Speaking at the rally, Dan Meridor, a former lawmaker in the ruling Likud party who once served as justice minister, told the crowd that the government wanted to remake the entire nation.
“Instead of Zionist, racist. Instead of gatekeepers, political appointments. The danger is here and now. We will struggle until we win,” he told protesters standing above a giant “Biden save us” scrawled on the road. Like last week, protests are planned for outside the US Embassy’s Tel Aviv branch Tuesday evening.
בלי דמוקרטיה — אין בורסה, אין כלכלה, אין הייטק ואין דירוג אשראי. המחאה כובשת כעת את שוקי ההון pic.twitter.com/k3CW0gA1c4
— Dan Adin דן עדין (@adin_dan) July 18, 2023
On Monday, though, the US president appeared to end his informal boycott of Netanyahu, with the administration announcing that the two would meet in the US in the fall, though not necessarily at the White House.
Biden and members of his administration have expressed concerns over the legislative blitz and the lack of consensus, and the overhaul is expected to come up when President Isaac Herzog meets with Biden in the Oval Office later Tuesday.
Before taking off Monday night, Herzog, who had hosted the failed compromise talks, urged the sides back to the table.
“It is possible to arrive at reasonable formulas — both on the subject of reasonableness and on other matters,” he said. “It simply requires effort, it requires giving up a little, it requires entering the room, it doesn’t have to be in the President’s Residence, it can also be behind the scenes in the Knesset. Make an effort; the price is too great.”
Knesset Constitution Committee chairman MK Simcha Rothman — an architect of the government’s judicial overhaul — said Sunday that he intends to complete all committee activity on the bill this week, sending it to the Knesset plenum for its final readings next week. The legislation passed its first reading last week.
Members of the opposition are trying to slow down the passage of the legislation, which seeks to prevent courts from using the test of “reasonableness” in evaluating decisions made by the government or elected officials.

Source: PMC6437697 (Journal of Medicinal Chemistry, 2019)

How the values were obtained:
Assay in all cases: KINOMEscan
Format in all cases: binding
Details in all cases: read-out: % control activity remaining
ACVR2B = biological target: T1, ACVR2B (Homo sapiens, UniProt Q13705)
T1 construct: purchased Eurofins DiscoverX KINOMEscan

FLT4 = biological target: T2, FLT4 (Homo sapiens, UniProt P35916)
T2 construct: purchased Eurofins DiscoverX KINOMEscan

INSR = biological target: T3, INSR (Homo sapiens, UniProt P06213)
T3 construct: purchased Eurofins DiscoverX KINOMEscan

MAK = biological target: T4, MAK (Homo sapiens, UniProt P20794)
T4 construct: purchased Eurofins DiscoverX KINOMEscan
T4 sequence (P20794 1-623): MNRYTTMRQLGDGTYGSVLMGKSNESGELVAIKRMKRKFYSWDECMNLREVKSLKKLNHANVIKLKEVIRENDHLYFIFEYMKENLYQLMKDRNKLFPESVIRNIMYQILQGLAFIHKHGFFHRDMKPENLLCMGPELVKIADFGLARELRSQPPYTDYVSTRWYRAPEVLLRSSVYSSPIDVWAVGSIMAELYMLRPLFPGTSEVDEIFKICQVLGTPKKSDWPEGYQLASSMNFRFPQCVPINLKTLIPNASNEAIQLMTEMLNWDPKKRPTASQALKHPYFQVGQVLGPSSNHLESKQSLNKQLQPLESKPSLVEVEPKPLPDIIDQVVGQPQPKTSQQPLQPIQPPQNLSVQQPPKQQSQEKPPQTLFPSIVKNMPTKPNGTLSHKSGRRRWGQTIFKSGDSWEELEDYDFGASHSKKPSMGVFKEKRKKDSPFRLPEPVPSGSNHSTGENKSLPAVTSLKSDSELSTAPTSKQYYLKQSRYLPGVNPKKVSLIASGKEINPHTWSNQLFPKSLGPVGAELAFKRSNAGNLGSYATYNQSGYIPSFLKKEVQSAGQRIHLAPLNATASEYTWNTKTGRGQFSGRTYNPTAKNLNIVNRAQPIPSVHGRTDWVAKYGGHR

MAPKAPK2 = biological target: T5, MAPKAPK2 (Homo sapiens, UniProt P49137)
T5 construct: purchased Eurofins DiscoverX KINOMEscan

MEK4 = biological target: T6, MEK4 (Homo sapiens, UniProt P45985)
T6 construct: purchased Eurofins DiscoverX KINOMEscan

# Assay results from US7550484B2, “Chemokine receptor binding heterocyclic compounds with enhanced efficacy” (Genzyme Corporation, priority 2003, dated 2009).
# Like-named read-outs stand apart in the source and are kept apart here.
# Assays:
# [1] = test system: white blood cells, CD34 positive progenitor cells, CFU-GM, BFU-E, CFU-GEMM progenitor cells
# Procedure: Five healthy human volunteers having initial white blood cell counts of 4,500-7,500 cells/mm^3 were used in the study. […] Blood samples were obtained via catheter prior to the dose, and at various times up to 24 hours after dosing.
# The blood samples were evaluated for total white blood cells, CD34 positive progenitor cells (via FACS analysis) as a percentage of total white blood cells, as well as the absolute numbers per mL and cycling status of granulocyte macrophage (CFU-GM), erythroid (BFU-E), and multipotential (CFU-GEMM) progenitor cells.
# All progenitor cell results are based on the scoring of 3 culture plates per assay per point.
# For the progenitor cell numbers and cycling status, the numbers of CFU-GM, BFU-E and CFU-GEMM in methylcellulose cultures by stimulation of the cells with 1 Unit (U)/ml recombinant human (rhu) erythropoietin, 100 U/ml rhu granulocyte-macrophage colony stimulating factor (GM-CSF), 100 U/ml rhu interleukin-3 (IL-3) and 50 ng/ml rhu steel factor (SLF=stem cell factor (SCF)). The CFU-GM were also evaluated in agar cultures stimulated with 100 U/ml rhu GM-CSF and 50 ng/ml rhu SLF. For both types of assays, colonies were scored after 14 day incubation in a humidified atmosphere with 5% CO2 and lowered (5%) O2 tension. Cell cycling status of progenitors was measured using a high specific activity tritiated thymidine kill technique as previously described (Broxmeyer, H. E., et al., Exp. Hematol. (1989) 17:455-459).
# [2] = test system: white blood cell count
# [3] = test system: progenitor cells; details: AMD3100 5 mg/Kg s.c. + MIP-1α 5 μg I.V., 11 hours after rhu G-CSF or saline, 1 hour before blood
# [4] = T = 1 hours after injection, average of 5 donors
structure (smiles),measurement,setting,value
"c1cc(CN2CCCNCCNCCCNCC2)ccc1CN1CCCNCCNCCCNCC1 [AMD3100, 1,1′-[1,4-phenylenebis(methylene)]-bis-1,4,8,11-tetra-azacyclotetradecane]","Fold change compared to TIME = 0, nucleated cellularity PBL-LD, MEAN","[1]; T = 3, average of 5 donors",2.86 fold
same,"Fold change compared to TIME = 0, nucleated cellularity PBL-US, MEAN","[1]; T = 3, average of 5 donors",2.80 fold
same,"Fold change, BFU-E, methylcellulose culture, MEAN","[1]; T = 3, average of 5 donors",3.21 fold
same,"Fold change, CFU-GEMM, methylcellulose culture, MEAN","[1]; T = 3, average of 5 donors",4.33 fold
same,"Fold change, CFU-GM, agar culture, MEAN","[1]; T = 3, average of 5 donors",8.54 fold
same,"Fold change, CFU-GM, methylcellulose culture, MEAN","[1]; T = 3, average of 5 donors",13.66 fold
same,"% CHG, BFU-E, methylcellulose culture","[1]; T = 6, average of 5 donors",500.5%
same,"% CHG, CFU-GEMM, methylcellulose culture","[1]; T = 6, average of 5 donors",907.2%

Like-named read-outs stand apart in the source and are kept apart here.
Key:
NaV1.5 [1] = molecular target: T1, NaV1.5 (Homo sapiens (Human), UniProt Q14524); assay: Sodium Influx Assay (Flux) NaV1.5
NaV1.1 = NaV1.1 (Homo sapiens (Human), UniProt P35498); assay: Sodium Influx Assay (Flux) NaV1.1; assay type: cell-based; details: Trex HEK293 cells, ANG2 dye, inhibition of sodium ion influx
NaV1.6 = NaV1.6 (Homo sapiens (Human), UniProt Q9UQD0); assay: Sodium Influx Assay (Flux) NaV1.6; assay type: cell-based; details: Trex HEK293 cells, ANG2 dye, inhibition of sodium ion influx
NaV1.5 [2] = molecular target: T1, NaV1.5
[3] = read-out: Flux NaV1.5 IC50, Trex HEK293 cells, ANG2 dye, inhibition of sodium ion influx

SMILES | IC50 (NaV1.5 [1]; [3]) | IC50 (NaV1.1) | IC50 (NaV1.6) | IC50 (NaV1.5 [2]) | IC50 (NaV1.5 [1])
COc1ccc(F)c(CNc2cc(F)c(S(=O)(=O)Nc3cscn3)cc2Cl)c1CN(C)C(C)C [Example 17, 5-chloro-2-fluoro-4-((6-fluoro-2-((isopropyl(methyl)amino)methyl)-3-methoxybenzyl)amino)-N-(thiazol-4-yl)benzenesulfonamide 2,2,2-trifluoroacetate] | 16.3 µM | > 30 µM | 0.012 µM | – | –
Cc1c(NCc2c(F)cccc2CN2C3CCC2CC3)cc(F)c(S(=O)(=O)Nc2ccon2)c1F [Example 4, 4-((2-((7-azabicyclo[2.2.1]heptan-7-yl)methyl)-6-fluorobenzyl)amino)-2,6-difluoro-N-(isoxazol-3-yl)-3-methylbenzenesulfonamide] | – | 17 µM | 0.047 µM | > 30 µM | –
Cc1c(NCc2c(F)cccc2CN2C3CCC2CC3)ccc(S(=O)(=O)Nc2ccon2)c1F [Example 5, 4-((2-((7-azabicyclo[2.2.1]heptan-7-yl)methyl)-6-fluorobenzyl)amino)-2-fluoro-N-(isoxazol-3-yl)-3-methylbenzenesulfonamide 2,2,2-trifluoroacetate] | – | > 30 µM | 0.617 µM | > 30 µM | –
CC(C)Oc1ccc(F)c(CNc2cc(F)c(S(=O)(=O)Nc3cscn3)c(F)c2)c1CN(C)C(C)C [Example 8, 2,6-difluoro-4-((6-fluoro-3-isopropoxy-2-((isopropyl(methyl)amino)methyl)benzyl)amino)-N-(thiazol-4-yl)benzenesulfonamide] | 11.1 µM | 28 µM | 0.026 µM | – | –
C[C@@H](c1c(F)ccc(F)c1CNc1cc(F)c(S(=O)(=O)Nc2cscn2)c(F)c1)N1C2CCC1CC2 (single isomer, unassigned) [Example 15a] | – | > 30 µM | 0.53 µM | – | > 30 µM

Opposition members of the Constitution, Law and Justice Committee have asked Knesset legal adviser Sagit Afik to allow them more time to submit objections to the so-called reasonableness bill, which would push off the vote in the committee to approve the contentious measure for its final plenum readings.
On Monday, Benny Gantz, head of the opposition National Unity party, slammed the coalition for seeking to rush the legislation through the Knesset in the next two weeks.
Gantz said that instead of convening ministers to address the security, diplomatic and economic challenges facing the State of Israel, “Netanyahu will continue to surrender to extremists.”
“On the eve of Tisha B’Av, Netanyahu again chooses to tear apart the nation. It’s still not too late to stop,” added Gantz, referring to the fast day that mourns the destruction of the Temples in Jerusalem, which will begin the evening of Wednesday, July 26, and carry through Thursday, July 27.
Critics say the legislation is part of the government’s attempt to shield itself and its decisions from judicial review, enabling it to appoint unqualified or corrupt officials and oust technocrats it has deemed disloyal. Supporters of the move say it is necessary to correct the overreaching of unelected judges interfering with the decisions of a democratically elected government.